Sonnwendfeuer (which means “fire of the solstice” in English) usually takes place on 21 June to celebrate the longest day of the year and involves lighting hundreds of fires along the mountain peaks to create a midsummer bonfire.

It’s a long tradition in Tyrol, dating back to Mediaeval times and, as with most long-held traditions, comes with its own myths and superstitions.

The custom of Sonnwendfeuer started in the 14th Century and originally marked the beginning of the harvest. It involved a community celebration with drinks and bonfires.

FOR MEMBERS: Austria’s Sonnwendfeuer: What is it and why is it celebrated?

The fires were believed to increase the power of the sun and keep evil away from people and animals. It was also believed that Sonnwendfeuer would ward off storms and make the grass on the meadows grow strong.

Over the years though, the meaning of Sonnwendfeuer has shifted and the fires are no longer associated with farming, the harvest or superstitions. Instead, the focus is mainly on the solstice.

Today, Sonnwendfeuer, also known as “Feuerbrennen” or “Johannesfeuer”, is a family-friendly event in the Austrian Alps and Bavaria in Germany. 

In smaller communities, locals gather in groups to light fires on the mountains and have drinks, but there are also more formal events organised by tourism boards.

Do you have a favourite Austrian folklore or tradition that we’ve missed here? Get in touch to tell us about it: [email protected]

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AUSTRIAN TRADITIONS

Austrian Christmas traditions: The festive dates you need to know

Catholics celebrate the first Sunday of Advent this weekend, and Austrians are ready for the season with crowns, demon-like creatures lurking, and a winged baby that brings children toys.

Austrian Christmas traditions: The festive dates you need to know

The Christmas season is definitely full of events in Austria, a country where 55.2 percent of the population is Roman Catholic, according to Statistik Austria data from 2021. The season starts early, as Christmas markets open by mid-November, and lasts until January 6th, when Austrians traditionally bring down their season decorations.

There are also many specific dates and local traditions that can seem endearing or absolutely terrifying. For example, in early December, a nice man with a white beard brings tangerines and chocolates to good children.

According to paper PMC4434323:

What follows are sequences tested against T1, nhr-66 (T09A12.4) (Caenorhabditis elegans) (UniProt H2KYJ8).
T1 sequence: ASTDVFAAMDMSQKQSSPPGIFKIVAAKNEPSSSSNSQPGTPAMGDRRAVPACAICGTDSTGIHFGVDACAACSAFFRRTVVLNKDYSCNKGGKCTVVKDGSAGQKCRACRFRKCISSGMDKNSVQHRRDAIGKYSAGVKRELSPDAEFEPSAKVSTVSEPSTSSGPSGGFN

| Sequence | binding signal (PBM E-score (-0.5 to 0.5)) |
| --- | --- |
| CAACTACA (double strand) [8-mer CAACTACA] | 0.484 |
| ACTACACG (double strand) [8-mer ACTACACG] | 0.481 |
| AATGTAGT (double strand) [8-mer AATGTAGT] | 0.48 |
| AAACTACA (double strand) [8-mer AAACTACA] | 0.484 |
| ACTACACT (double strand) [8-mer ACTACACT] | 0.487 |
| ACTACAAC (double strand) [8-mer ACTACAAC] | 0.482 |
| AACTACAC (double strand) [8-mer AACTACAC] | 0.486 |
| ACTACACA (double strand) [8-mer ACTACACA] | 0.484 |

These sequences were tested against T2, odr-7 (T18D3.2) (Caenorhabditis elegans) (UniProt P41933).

But before he does, his “assistant”, a nightmarish creature with horns and carrying around loud chains named Krampus, goes to the houses of children who misbehave.

READ ALSO: IN PICTURES: A guide to the main Christmas Markets in Austria

Christmas markets are open to all from mid (sometimes early) November, and Austrians traditionally flock to the spots for their yearly share of glühwein, punsch and typical food. The cities also light up with Christmas lights and decorations, and the season is one of the best for Austrian tourism, especially in the capital Vienna. You can see HERE a list of all the Viennese Christmas markets in 2022.

Don’t want to miss out on any traditions? Here are the dates for the Austrian Christmas season:

Advent Sundays (November 27th)

The fourth Sunday before Christmas is also known as the first Advent Sunday – it starts the “season of Advent” (or the season of “Arrival”) and many Austrian Christmas traditions.

This year, the first Advent Sunday is on November 27th.

Austrians will typically celebrate by baking Christmas biscuits and cookies, putting up some decorations and, most notably, preparing an Advent wreath (Adventkranz) that will hold the four candles of Advent. 

Then, every Sunday until Christmas, a new candle will be lit, counting down the time until Christmas. Some families will join in a celebratory meal and might even sing carols (including Silent Night which is actually Austrian).

Adventskalender (December 1st)

Another way of counting down the days until Christmas is with the traditional Adventskalender – those can start on the first Sunday of Advent. However, the commercial ones are typically from December 1st until December 25th.

There are countless calendars for sale and usually, for each day, the person gets a typical “present” that the person receives. Usually, it’s chocolates or sweets (more religious ones will contain a bible verse or a prayer), but nowadays, you can find Adventskalender of almost any theme – including for dogs.

READ ALSO: Eight unmissable Christmas experiences in Austria

Barbarazweig (December 4th)